SpiderOak Purge Historical versions

I don’t like the default for SpiderOak’s –purge-historical-versions command, which does this:

This allows you to remove historical versions of files in your backup set according to the following schedule, which is to keep one version per hour for the last 24 hours, then one version per day for 30 days, then one version per week thereafter.

So here’s my own version, which does:

  • One version per hour for the last 24 hours
  • Then one version per day for 14 days
  • Then one version per week for 8 weeks
  • Then one version per month thereafter

On Windows
"C:\Program Files\SpiderOakONE\SpiderOakONE.exe" --purge-historical-versions h24,d30,w8,m --verbose

On Linux
SpiderOakONE --purge-historical-versions h24,d30,w8,m --verbose

Gimp Plugin – fixed crop

This is a simple script to crop a plugin with fixed dimensions – I used it to crop out the window border from a VNC Client connected to an industrial touchscreen.

(script-fu-register
    "script-fu-crop"                    ;func name
    "Screenshot Crop"                   ;menu label
    "Crops an image to a fixed size"    ;description
    "Sandy Scott"                       ;author
    ""                                  ;copyright notice
    "January 11, 2015"                  ;date created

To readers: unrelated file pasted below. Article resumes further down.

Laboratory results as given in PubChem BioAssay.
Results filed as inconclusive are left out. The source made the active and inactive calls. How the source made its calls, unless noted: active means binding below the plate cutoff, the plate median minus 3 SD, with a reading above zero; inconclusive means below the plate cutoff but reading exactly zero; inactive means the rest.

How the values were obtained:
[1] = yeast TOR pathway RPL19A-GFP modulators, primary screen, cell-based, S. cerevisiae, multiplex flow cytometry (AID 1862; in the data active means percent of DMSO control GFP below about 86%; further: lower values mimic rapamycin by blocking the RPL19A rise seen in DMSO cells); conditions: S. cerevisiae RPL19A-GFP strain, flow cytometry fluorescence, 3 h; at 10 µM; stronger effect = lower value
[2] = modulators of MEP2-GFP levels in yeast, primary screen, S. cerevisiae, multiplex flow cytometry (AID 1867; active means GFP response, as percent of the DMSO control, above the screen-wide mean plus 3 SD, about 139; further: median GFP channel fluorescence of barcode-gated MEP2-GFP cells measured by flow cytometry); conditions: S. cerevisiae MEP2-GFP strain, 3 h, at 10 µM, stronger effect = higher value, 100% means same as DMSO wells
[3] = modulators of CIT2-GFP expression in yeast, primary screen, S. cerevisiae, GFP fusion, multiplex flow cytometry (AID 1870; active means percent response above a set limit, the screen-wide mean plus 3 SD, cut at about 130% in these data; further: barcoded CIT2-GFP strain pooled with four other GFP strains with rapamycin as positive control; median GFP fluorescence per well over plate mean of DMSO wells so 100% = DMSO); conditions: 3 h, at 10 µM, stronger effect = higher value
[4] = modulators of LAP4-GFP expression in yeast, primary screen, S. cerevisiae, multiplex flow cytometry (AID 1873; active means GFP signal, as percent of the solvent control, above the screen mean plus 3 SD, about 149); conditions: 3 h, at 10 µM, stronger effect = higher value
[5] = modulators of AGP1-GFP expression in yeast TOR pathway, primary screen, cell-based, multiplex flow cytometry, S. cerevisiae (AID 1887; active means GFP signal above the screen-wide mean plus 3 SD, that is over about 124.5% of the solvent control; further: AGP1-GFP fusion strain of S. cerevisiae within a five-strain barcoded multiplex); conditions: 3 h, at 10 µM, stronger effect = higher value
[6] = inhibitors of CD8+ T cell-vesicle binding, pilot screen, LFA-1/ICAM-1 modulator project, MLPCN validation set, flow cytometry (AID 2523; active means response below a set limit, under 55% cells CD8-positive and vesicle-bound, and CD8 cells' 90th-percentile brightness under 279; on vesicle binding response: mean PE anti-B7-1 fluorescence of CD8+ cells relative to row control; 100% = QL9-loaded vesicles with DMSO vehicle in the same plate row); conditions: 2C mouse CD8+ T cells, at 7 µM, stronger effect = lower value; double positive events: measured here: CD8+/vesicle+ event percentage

""               ;image type that the script works on
    SF-IMAGE    "Image"                 0
    SF-DRAWABLE "Drawable"              0
)
(script-fu-menu-register "script-fu-crop" "/Filters/Custom/")
(define (script-fu-crop image drawable)

    ; Prep
    (gimp-context-push)
    (gimp-image-undo-group-start image)
    
    ; Crop the image
    (gimp-image-crop image 800 480 8 30)
    
    ; Finishing Off
    (gimp-image-undo-group-end image)
    (gimp-context-pop)
    (gimp-displays-flush)
)

Save in the gimp scripts folder, something like C:\Users\JoeBloggs\.gimp-2.8\scripts\ on Windows, or /home/JoeBloggs/.gimp-2.8/scripts/ on Linux.

It will appear under Filters > Custom

MusicBrainz Classical Style Guide – Quick Reference

Editing MusicBrainz data can be intimidating at the best of times, but Classical recordings can be particularly tricky, as the 4 different “Artist” fields can all be different.

Hopefully this quick reference guide should avoid a few more mistakes in future.

Alternatively, check out the full Classical Style Guide